This was the movie that made me aware that successful horror movies could be PG-13. It makes no sense why some movies are R and some are PG-13. If you think horrific, you often associate it with The Ring. But it earned a PG-13 and I could show my students this one. Explain it to me, please.
DIRECTOR: Gore Verbinski
Heh. His name is Gore. Just put that together. The first time I saw this movie, it destroyed me. It destroyed my friend JD even more. He was full-on shook. My other buddies were playing it cooler than JD was, but they were messed up from seeing this in the theater. We were all in college and I couldn't wrap my head around it for a long time. Horror fans often have a problem with finding a movie that really scares them. This was the one. Even the first few DVD viewings scared me. But then, I waited a long time. It has probably been close to a decade since I've watched my copy of The Ring. How is my opinion of this movie so different from what I watched in the theater in college?
I know I'm a different person. I often hate old me. If I met that guy, I'd roll my eyes pretty hard at him. The movie slate I enjoyed back there makes me cringe from time to time. Between aging and experiences, I just have completely different associations. I can't blame The Ring for this. After watching The Ring this time, I can't say that the movie is bad by any means. But one thing I noticed is the movie is more boring than scary. I think I screamed in the theater and I'm not exactly sure why. Part of that comes with the communal experience with horror and comedy. Both genres play on the unexpected and the idea that there is something in the theater that makes us vulnerable. I can see elements of things that set me off the first time while watching this movie, but it doesn't affect me the same way. I was projecting this movie for the NHS Halloween Bash (Their request!). I had the communal thing, but I wasn't a peer in this situation. I was a moderator. I was in charge with an outside perspective on the whole thing. But I still have to critique the movie from the point of view of what it did to me. The movie is a fantastic mystery. When writing this, I can see this being a fun project in script reverse engineering. The video tape is full of images that get paid off throughout the film. Every time one of those images comes into play in the narrative, Verbinski gets exactly what he is shooting for from his audience. It causes his audience to gasp. That's brilliant. But I'd like to think that the mystery had an answer before the clues were placed. Great detective stories all involve placing clues after the fact. The Ring actually pulls this off pretty flawlessly. Something as stupid as a ladder gets a degree of weight when showing up on screen. On top of that, the way that the images are stylized on the VHS also sell these moments.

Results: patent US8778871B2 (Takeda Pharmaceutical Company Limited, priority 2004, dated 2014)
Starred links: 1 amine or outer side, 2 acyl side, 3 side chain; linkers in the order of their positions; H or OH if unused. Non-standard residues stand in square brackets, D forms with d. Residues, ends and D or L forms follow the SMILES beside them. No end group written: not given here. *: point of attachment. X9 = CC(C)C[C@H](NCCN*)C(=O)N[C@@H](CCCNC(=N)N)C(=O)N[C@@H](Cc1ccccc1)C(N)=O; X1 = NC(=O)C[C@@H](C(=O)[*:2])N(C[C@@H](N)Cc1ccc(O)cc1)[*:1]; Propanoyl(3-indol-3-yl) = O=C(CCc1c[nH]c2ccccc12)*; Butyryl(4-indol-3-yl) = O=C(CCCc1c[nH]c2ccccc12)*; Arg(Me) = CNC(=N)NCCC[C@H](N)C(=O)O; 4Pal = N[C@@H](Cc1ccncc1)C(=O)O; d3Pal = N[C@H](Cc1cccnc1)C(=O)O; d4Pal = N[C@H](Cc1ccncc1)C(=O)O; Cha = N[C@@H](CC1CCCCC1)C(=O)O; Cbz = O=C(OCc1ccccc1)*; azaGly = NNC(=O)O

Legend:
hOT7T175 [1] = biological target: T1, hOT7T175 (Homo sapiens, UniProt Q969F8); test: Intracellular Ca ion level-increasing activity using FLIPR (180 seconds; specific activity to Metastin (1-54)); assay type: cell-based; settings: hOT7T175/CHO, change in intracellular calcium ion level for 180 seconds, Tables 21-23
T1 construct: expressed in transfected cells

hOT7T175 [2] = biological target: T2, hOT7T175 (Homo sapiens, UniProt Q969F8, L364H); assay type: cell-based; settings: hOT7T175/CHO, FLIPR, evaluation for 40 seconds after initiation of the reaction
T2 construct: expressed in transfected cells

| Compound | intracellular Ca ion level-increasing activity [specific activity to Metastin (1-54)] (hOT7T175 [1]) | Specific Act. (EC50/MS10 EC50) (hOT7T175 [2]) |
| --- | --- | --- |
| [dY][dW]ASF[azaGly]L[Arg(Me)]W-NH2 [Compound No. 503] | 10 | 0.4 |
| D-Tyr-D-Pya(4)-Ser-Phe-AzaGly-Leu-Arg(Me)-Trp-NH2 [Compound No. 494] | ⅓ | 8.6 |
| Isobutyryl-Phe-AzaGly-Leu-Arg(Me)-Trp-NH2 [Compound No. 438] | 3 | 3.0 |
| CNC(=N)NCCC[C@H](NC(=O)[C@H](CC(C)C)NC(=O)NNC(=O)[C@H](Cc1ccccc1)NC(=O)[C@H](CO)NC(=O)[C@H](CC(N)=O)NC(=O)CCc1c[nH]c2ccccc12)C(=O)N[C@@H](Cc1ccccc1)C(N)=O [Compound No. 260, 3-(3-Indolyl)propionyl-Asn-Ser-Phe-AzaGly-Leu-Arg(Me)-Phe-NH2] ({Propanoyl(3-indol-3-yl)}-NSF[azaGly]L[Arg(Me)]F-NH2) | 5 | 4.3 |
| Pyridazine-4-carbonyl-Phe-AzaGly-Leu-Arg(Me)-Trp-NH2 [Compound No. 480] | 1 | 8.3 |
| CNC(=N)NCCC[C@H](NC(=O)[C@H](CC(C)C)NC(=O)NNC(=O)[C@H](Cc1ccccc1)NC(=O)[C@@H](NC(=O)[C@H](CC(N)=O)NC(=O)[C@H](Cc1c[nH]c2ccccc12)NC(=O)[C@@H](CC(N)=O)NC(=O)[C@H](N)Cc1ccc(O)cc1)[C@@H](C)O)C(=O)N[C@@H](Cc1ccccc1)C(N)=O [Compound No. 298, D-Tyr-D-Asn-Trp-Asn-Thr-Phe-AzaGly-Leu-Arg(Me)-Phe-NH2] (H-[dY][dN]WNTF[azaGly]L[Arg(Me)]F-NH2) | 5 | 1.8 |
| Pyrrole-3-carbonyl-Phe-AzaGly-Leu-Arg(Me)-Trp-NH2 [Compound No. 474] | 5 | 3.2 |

I wonder if The Ring is a little dated at this point. The fact that the entire movie surrounds a dead format. I didn't see Rings, but I have to assume that the movie had to switch media. Is it DVD, Blu-Ray, or streaming HD? Regardless, there is something very tangible about a tape. I think that the story works better in the VHS era. DVDs and Blu-Ray are always treated with care. Physical media, being dead and all, seems disposable. I know that other horror movies have played on the digital culture and failed. I'm thinking of the recently released Friend Request. Something about a VHS, though, makes the movie scarier. I know that VHS tapes were inherently disposable. I know that there was an era where CDs and DVDs were passed around as copies, but it never got to the casual nature of VHS tapes. I remember stacks of VHS tapes lying around our house. Many of them were unlabeled, so the idea that an unlabeled tape could lead to a week long haunting is a cool idea. I think many of the students thought the movie was scary, but I don't get the vibe that this movie destroyed any of them. Maybe one, but she wasn't up for the movie before I put it on. (I'm a bad person.) Part of it comes from the fact that VHS is dead, but I also think that The Ring originated a genre of PG-13 horror movies. There were just copies of the J-Horror adaptations time and time again and I think it might be old at this point. On top of that, much of the movie plays with the imagination compared to more contemporary films like Insidious. Insidious shows the demon throughout. Instead, this movie saves the creepy haired Samara only at the end of the film. That is a very different experience than showing the monster throughout.